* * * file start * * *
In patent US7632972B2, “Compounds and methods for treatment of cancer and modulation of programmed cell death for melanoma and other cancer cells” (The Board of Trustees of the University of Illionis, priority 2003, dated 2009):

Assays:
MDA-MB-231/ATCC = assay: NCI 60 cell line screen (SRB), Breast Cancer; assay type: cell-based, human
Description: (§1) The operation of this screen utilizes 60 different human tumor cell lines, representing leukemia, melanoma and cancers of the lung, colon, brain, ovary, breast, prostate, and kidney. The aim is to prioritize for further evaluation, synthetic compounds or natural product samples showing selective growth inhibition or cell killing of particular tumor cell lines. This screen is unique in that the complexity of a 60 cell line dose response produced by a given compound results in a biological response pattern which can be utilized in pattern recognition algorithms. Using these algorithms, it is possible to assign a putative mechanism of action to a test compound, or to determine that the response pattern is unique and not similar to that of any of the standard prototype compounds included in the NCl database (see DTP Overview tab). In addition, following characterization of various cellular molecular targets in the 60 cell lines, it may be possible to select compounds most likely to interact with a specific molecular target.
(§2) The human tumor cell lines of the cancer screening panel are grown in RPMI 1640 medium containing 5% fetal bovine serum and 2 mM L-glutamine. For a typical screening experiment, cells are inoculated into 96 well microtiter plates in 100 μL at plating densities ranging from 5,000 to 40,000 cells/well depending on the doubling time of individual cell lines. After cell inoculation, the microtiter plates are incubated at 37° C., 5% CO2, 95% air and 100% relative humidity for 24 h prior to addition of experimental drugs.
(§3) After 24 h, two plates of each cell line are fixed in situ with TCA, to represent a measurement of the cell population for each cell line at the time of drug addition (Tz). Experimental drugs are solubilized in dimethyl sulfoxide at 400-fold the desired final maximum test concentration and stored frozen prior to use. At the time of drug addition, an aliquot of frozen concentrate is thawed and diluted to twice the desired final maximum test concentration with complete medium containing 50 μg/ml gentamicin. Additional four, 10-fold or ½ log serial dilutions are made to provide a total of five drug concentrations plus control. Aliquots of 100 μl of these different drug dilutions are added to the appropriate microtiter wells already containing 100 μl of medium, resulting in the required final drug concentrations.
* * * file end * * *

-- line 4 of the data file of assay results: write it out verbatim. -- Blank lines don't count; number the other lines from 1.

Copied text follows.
Description: (§1) The operation of this screen utilizes 60 different human tumor cell lines, representing leukemia, melanoma and cancers of the lung, colon, brain, ovary, breast, prostate, and kidney. The aim is to prioritize for further evaluation, synthetic compounds or natural product samples showing selective growth inhibition or cell killing of particular tumor cell lines. This screen is unique in that the complexity of a 60 cell line dose response produced by a given compound results in a biological response pattern which can be utilized in pattern recognition algorithms. Using these algorithms, it is possible to assign a putative mechanism of action to a test compound, or to determine that the response pattern is unique and not similar to that of any of the standard prototype compounds included in the NCl database (see DTP Overview tab). In addition, following characterization of various cellular molecular targets in the 60 cell lines, it may be possible to select compounds most likely to interact with a specific molecular target.